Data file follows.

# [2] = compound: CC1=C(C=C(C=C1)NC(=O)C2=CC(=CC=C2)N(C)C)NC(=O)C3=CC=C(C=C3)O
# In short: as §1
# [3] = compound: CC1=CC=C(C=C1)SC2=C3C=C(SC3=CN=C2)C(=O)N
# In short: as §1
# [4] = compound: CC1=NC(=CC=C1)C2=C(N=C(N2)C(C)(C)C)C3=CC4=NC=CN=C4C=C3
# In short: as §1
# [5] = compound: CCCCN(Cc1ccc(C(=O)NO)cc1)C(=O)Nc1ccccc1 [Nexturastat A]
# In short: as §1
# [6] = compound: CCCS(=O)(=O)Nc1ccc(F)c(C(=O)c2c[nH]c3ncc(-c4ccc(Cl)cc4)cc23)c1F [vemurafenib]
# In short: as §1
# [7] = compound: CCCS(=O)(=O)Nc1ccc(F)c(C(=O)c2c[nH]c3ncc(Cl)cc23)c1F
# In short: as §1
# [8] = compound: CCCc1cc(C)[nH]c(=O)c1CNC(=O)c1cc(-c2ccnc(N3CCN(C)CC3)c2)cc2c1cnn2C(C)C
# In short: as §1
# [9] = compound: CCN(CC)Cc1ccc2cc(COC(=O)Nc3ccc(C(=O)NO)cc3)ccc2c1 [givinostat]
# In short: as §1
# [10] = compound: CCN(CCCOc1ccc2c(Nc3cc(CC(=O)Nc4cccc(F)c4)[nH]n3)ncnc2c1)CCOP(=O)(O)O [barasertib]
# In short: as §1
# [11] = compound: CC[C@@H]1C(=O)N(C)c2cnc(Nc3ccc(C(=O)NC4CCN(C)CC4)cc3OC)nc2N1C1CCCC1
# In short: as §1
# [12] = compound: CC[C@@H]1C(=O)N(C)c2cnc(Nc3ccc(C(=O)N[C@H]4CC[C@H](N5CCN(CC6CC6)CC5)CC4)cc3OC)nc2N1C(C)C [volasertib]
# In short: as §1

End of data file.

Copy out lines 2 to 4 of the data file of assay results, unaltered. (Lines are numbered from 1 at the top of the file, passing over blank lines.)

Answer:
# In short: as §1
# [3] = compound: CC1=CC=C(C=C1)SC2=C3C=C(SC3=CN=C2)C(=O)N
# In short: as §1